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Oliver Wong
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      11-10-2006
"Richard F.L.R.Snashall" <(E-Mail Removed)> wrote in message
news:(E-Mail Removed)...
> Knute Johnson wrote:
>> In fact if I replace the error line with the null statement it compiles
>> just fine or if I just put the braces around the error line it compiles.

>
> And your aversion to braces is???


I think the problem isn't so much "How can I get this to compile?" but
rather "What's wrong with my understanding of the Java language?".

- Oliver


 
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Richard F.L.R.Snashall
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Posts: n/a
 
      11-10-2006
Oliver Wong wrote:
> "Richard F.L.R.Snashall" <(E-Mail Removed)> wrote in message
> news:(E-Mail Removed)...
>> Knute Johnson wrote:
>>> In fact if I replace the error line with the null statement it compiles
>>> just fine or if I just put the braces around the error line it compiles.

>> And your aversion to braces is???

>
> I think the problem isn't so much "How can I get this to compile?" but
> rather "What's wrong with my understanding of the Java language?".


So it's as simple as "a declarator block requires braces"?
 
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Patricia Shanahan
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Posts: n/a
 
      11-10-2006
Knute Johnson wrote:
....
> for (Enumeration<Integer> e=hash.keys(); e.hasMoreElements()
> String[] array = hash.get(e.nextElement()); // <---- error

....

You are confusing two very different entities, a statement and a
variable declaration.

The for MUST be followed by a statement.

You have a local variable declaration, which is not itself a statement
but can appear in a compound statement, such as a brace-enclosed block.

Incidentally, it seems a bit pointless because you assign to array and
then immediately leave its scope of declaration.

> C:\com\knutejohnson\redrock\scores>javac test1.java
> test1.java:10: '.class' expected
> String[] array = hash.get(e.nextElement());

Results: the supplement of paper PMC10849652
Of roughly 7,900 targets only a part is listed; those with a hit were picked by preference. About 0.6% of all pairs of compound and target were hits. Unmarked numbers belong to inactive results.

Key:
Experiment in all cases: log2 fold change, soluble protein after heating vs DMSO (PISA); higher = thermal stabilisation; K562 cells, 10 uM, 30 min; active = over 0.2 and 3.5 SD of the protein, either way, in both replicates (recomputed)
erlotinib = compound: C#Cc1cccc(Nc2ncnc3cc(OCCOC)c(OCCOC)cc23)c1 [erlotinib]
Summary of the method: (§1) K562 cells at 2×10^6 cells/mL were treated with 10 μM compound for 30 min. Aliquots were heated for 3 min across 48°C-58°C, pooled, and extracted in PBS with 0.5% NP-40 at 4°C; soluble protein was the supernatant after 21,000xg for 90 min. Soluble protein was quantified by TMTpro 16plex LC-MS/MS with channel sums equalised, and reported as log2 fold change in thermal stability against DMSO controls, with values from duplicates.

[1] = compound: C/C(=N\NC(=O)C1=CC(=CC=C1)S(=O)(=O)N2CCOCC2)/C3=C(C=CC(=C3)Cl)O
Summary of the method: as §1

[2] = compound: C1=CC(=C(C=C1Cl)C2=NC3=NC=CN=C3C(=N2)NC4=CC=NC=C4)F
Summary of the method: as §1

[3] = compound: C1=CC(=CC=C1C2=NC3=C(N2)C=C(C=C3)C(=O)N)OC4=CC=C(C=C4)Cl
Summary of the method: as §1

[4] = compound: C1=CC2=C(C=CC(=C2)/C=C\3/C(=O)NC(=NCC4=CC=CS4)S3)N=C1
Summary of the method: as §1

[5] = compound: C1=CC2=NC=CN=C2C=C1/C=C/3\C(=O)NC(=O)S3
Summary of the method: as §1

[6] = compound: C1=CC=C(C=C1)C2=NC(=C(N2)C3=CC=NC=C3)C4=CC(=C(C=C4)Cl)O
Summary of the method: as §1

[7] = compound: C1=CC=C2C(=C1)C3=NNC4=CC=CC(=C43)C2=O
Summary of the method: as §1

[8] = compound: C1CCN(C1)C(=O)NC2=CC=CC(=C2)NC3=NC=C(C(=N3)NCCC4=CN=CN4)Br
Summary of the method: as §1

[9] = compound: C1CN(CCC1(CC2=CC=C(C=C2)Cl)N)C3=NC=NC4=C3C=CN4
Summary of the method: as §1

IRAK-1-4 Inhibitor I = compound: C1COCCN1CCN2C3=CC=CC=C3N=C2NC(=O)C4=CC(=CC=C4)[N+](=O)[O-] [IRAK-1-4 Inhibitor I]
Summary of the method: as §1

> ^
> test1.java:10: not a statement
> String[] array = hash.get(e.nextElement());
> ^
> 2 errors


The first error message shows what happened when the compiler tried to
interpret the first few tokens as a statement, not a declaration.
"String[]" is not very likely as the start of a statement, but it could
have been something like "String[].class.notifyAll();". Not finding
".class" killed that idea.

The second message points out that it is not a statement, which is the
real problem.

Patricia
 
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aldeabtalal@hotmail.com
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Posts: n/a
 
      11-10-2006
Patricia Shanahan wrote:
> Knute Johnson wrote:
> ...
> > for (Enumeration<Integer> e=hash.keys(); e.hasMoreElements()
> > String[] array = hash.get(e.nextElement()); // <---- error

> ...
>
> You are confusing two very different entities, a statement and a
> variable declaration.
>
> The for MUST be followed by a statement.
>
> You have a local variable declaration, which is not itself a statement
> but can appear in a compound statement, such as a brace-enclosed block.
>
> Incidentally, it seems a bit pointless because you assign to array and
> then immediately leave its scope of declaration.
>
> > C:\com\knutejohnson\redrock\scores>javac test1.java
> > test1.java:10: '.class' expected
> > String[] array = hash.get(e.nextElement());
> > ^
> > test1.java:10: not a statement
> > String[] array = hash.get(e.nextElement());
> > ^
> > 2 errors

>
> The first error message shows what happened when the compiler tried to
> interpret the first few tokens as a statement, not a declaration.
> "String[]" is not very likely as the start of a statement, but it could
> have been something like "String[].class.notifyAll();". Not finding
> ".class" killed that idea.
>
> The second message points out that it is not a statement, which is the
> real problem.
>
> Patricia


 
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Oliver Wong
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Posts: n/a
 
      11-10-2006

"Richard F.L.R.Snashall" <(E-Mail Removed)> wrote in message
news:(E-Mail Removed)...